More than 200 area athletes compete in Special Olympics
The Mountain Press - 5/14/2018
SEVIERVILLE -- Until last year, six counties made up the Smoky Mountain Region of Special Olympics Tennessee. There has been so much growth that only Sevier and Cocke counties are now in the region, and they fielded 225 athletes at this week's track and field competition held at Sevier County High School.
Though the Special Olympics are celebrating their 50th year, many people don't realize that the athletic competitions are sanctioned by the Tennessee Secondary School Athletic Association. The state championships are held in Nashville. For many of the athletes, the event is one that they spend hours training for and anticipating.
"A lot of them, all year, they'll tell me they want to be on the list to go to Nashville," Betsy Edmond, area director of the Smoky Mountain Region Special Olympics, said. "They feel like they're part of something. They live for these events."
Edmond is stepping into the role of director after spending several years with co-worker Teresa Cloninger, who is leaving her post as director. Cloninger pointed out that the two-day event at SCHS is one that community members can enjoy.
"There's no cost to come," Cloninger said. "We also have an adult (Special Olympics) program in Sevier County."
For the young student athletes, this week's event included opportunities to compete in activities such as relays, standing long jump, wheelchair races and softball throw. Throughout the year, athletes train for competitions held seasonally in more than eight sports.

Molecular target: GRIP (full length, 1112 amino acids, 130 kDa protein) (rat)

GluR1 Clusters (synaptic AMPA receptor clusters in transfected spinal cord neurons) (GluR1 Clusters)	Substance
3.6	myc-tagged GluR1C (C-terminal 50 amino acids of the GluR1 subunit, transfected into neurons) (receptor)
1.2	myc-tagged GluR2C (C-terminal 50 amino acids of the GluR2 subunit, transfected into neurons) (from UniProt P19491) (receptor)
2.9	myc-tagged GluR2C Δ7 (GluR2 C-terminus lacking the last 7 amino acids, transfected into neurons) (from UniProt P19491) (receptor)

A new event for track and field will be included in next year's competition: the mini-javelin throw. According to the meet program guide, "If your athlete can throw a softball over 40 feet, then this is the event for them. ... No entry score will be required for the first year, and training will be done right before their division starts. The ends are rubber, and it is a very safe event."
As they were wrapping up the competition Thursday, Edmond and Cloninger were already making plans to travel next week to Nashville for Special Olympics Tennessee's summer games.
The experience is a meaningful one to the athletes, and it can be an expensive one for the organization.
Community members can support the athletes by donating money or items such as bottled water and snacks. Businesses contribute by sponsoring an event or an athlete. Tennessee State Bank provided lunch for the recent event at SCHS. Members of the Sevier County Rescue Squad were present to assist with any medical needs.
Edmond encouraged people to attend Special Olympics events even if they don't have family members competing.
"If they want to have a good time and see true joy, come to Special Olympics," she said.
On June 11, the Sevierville Golf Club hosts the East Tennessee Open for Special Olympics Tennessee.
To donate to the Smoky Mountain Region, mail a check or money order to Area 33 Special Olympics, Betsy Edmond, 320 Eldorado Circle, Seymour, TN 37865. Information about the Smoky Mountain Region's chapter is available on Facebook or at 865-216-5241. Information about Special Olympics Tennessee can be found at www.specialolympicstn.org or 615-329-1375.
Contact Juli at firstname.lastname@example.org or on Twitter at @NeilWatsonJ.